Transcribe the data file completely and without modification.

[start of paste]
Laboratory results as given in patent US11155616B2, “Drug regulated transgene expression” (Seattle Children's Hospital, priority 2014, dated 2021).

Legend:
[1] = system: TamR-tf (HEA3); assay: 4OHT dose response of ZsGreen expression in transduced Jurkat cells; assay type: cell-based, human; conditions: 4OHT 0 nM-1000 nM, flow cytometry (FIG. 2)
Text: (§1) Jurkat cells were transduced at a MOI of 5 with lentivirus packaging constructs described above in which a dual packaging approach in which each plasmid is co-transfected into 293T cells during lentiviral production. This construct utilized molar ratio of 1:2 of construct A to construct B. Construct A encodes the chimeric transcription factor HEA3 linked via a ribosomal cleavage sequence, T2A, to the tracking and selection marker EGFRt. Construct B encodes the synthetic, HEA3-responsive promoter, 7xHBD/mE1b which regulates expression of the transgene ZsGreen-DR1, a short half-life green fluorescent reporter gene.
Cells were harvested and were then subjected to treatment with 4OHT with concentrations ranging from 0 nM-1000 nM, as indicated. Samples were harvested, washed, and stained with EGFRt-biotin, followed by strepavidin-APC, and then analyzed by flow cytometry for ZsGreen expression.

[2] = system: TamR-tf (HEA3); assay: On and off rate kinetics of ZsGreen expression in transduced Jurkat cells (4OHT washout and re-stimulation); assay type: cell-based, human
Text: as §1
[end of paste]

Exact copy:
Laboratory results as given in patent US11155616B2, “Drug regulated transgene expression” (Seattle Children's Hospital, priority 2014, dated 2021).

Legend:
[1] = system: TamR-tf (HEA3); assay: 4OHT dose response of ZsGreen expression in transduced Jurkat cells; assay type: cell-based, human; conditions: 4OHT 0 nM-1000 nM, flow cytometry (FIG. 2)
Text: (§1) Jurkat cells were transduced at a MOI of 5 with lentivirus packaging constructs described above in which a dual packaging approach in which each plasmid is co-transfected into 293T cells during lentiviral production. This construct utilized molar ratio of 1:2 of construct A to construct B. Construct A encodes the chimeric transcription factor HEA3 linked via a ribosomal cleavage sequence, T2A, to the tracking and selection marker EGFRt. Construct B encodes the synthetic, HEA3-responsive promoter, 7xHBD/mE1b which regulates expression of the transgene ZsGreen-DR1, a short half-life green fluorescent reporter gene.
Cells were harvested and were then subjected to treatment with 4OHT with concentrations ranging from 0 nM-1000 nM, as indicated. Samples were harvested, washed, and stained with EGFRt-biotin, followed by strepavidin-APC, and then analyzed by flow cytometry for ZsGreen expression.

[2] = system: TamR-tf (HEA3); assay: On and off rate kinetics of ZsGreen expression in transduced Jurkat cells (4OHT washout and re-stimulation); assay type: cell-based, human
Text: as §1